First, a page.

This book discusses .the use of microprocessors in space missions, from the earliest 4-bit machines to the most current 64-bit implementations. It covers the transition from monolithic processors with extensive glue logic, to IP cores instantiated in FPGA's. It gives the high-lights of the microprocessors sent and being sent into space, and the problems of sustaining their operations there. Microprocessors orbit the earth, sit on other planets, and have left the Solar system into interstellar space. They are the key components for spacecraft autonomy, and for collecting, storing, and returning the volumes of information that we receive from off-planet sources. Spacecraft microprocessors are a special subset of embedded computers. Most spacecraft include 10's ro 100's of processors, doing tasks such as attitude and orbit control, power monitoring and control, telemetry formatting and command handling, data storage management, and instrument control. Without these microprocessors, the amount that we know about our neighboring planets and the intervening space would be vastly limited. Early flight computers were custom designs, but cost and performance issues have driven the development of variants of commercial chips. Aerospace applications are usually classic embedded applications. Space applications are rather limited in number, and, until recently, almost exclusively meant NASA, ESA, or some other government agency. Flight systems electronics usually require MIL-STD-883b, Class-S, radiation-hard (total dose), SEU-tolerant parts. Specific issues of radiation tolerance are disucssed. Class-S parts are specifically for space-flight use. Because of the need for qualifying the parts for space, the state-of-the-art in spaceborne electronics usually lags that of the terrestrial commercial parts by 5 years. The new Cubesat concept bring the idea of a personal satellite within the reach of University Programs, and even for some individuals.Processors used in aerospace applications, as any semiconductor-based electronics, need to meet stringent selection, screening, packaging and testing requirements, and characterizations because of the unique environment. Most aerospace electronics, and the whole understanding of radiation effects, were driven by the cold war defense buildup from the 1960's through the 1980's. This era was characterized by the function-at-any-cost, melt-before-fail design philosophy. In the 1990, the byword was COTS -- use of Commercial, Off-The-Shelf products. Thus, instead of custom, proprietary processor architecture's, we are now seeing the production of specialized products derived from commercial lines. In the era of decreasing markets, the cost of entry, and of maintaining presence in this tiny market niche, are prohibitively high for many companies.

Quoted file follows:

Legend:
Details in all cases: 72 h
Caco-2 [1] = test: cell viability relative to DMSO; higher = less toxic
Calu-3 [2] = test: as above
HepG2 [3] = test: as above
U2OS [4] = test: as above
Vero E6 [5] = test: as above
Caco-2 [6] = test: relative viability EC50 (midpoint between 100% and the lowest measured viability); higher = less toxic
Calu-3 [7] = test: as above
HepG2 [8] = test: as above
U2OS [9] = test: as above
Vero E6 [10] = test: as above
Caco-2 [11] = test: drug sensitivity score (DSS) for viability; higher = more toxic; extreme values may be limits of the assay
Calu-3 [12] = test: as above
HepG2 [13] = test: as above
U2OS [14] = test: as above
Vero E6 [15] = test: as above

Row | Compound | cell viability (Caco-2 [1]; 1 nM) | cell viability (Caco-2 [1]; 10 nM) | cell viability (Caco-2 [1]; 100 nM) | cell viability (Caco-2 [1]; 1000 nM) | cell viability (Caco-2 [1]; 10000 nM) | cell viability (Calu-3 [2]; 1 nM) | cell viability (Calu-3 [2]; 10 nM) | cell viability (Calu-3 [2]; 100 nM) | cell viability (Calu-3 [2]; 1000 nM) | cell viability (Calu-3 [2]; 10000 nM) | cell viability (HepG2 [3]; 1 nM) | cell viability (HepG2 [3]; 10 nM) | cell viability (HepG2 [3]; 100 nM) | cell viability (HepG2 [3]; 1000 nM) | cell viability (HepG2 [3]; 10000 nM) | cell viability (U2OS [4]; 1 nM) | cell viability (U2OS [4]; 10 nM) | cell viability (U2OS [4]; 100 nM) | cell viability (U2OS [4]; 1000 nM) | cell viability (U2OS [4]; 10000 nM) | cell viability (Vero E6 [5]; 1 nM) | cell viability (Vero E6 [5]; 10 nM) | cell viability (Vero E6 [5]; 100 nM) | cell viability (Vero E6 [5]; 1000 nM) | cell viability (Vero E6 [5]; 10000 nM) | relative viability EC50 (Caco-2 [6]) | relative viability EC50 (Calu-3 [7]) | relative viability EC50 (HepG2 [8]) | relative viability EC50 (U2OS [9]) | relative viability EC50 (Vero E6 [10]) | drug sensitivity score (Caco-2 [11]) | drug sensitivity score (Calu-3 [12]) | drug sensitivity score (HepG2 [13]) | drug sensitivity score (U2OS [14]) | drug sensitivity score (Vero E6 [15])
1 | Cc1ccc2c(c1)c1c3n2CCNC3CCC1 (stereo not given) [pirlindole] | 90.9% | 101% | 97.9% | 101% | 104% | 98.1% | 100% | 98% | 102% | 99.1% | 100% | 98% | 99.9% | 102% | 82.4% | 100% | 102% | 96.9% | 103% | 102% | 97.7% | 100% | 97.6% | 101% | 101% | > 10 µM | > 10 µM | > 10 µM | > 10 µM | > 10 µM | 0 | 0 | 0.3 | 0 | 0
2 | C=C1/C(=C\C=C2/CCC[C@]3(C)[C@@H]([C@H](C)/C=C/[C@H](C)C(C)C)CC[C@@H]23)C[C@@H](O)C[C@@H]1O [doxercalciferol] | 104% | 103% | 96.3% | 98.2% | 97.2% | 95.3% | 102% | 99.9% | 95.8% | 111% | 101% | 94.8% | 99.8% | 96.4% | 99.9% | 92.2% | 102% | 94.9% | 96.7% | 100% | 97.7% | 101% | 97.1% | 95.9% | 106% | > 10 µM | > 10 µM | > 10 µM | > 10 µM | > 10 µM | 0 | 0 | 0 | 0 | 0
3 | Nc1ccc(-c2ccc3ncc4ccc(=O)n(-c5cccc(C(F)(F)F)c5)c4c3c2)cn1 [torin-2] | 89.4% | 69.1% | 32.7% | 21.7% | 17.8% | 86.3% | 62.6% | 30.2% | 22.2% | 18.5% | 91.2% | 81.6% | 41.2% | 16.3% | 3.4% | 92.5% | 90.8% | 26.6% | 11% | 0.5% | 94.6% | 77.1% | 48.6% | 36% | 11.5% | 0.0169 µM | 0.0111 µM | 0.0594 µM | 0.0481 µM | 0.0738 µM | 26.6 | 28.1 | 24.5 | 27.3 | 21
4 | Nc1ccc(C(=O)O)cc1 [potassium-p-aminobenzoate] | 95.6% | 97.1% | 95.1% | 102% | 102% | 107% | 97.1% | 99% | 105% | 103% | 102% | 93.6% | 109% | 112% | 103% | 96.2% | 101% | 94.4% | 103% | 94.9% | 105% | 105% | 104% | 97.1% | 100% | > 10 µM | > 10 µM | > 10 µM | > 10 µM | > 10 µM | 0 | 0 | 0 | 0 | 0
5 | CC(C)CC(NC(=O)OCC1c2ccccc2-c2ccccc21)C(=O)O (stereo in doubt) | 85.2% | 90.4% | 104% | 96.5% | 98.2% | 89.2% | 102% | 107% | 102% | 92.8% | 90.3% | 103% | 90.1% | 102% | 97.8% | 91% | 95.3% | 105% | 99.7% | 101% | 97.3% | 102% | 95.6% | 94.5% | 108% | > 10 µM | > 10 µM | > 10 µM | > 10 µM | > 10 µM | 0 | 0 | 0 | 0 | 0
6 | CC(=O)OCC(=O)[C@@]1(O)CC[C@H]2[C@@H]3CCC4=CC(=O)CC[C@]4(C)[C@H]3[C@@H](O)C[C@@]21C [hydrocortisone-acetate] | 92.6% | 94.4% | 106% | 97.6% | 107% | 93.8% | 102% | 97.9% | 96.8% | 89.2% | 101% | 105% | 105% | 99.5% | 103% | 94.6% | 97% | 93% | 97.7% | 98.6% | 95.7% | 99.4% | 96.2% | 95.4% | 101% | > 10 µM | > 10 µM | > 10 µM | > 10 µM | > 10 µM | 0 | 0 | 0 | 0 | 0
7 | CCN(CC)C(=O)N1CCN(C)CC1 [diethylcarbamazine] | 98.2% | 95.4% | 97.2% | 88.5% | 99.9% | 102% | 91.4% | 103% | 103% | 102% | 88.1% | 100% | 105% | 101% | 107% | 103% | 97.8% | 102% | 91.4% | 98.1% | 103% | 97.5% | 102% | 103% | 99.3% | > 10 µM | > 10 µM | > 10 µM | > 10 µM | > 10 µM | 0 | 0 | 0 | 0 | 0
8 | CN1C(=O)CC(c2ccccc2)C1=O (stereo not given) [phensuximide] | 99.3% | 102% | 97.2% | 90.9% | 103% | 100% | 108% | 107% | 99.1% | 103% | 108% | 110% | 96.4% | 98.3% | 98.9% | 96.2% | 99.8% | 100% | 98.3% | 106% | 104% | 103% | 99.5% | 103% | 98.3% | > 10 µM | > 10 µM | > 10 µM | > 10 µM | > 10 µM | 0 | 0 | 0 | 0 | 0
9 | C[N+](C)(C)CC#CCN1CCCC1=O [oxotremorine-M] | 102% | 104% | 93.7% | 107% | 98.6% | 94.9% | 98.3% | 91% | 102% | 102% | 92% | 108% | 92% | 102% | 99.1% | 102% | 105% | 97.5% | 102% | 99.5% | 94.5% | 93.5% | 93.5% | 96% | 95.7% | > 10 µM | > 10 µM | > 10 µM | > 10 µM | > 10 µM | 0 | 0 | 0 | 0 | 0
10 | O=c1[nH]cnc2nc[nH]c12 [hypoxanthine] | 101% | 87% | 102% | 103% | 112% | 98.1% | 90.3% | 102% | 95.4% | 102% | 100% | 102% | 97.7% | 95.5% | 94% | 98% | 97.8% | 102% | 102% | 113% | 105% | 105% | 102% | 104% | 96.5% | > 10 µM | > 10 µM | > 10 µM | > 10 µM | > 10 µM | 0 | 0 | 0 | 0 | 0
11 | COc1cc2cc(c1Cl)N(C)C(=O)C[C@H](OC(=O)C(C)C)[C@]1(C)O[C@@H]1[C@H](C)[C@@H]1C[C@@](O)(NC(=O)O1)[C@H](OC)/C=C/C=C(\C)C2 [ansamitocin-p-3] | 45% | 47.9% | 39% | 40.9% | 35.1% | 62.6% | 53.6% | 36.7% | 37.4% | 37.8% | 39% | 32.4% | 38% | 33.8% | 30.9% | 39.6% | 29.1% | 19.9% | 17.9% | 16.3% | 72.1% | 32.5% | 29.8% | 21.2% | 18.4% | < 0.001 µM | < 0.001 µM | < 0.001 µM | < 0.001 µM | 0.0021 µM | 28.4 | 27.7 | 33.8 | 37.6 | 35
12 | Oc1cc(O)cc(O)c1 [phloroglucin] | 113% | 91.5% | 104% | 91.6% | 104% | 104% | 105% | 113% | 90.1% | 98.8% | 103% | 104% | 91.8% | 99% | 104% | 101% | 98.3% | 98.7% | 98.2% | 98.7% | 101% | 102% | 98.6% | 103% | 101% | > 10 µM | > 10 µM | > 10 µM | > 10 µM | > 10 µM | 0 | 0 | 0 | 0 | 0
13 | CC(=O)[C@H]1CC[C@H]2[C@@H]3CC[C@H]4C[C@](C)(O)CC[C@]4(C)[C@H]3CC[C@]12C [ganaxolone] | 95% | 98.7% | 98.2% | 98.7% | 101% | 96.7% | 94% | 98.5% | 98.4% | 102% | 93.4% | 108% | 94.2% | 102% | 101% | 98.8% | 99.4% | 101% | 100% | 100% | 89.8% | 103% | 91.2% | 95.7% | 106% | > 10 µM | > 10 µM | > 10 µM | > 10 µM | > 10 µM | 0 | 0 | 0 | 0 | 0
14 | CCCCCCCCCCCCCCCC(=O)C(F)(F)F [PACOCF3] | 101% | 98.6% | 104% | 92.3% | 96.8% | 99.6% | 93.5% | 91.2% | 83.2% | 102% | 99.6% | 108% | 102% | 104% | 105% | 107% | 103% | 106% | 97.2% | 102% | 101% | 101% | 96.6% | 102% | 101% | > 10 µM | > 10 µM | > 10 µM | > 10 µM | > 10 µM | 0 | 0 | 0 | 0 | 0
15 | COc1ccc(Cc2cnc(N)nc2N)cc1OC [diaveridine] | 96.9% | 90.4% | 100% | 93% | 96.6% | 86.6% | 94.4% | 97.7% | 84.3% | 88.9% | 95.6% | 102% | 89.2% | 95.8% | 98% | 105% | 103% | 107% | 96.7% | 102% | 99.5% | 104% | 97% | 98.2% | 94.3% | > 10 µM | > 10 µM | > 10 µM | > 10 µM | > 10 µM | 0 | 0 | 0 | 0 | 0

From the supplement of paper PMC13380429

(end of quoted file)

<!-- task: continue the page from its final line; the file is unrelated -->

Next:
Author Patrick H. Stakem has used his own extensive collection of photographs, as well as those of the Harman and Stacia Miller collection of the city of Cumberland, the Western Maryland chapter of the National Railway Historical Society, and the Chesapeake and Ohio Canal Historical Society, to illustrate Cumberland s railroad history. Stakem has also collaborated with an array of noted professional and amateur rail photographers and archivists, the Maryland State Highway Administration, the Western Maryland Scenic Railroad, and the Canal Place Authority in Cumberland.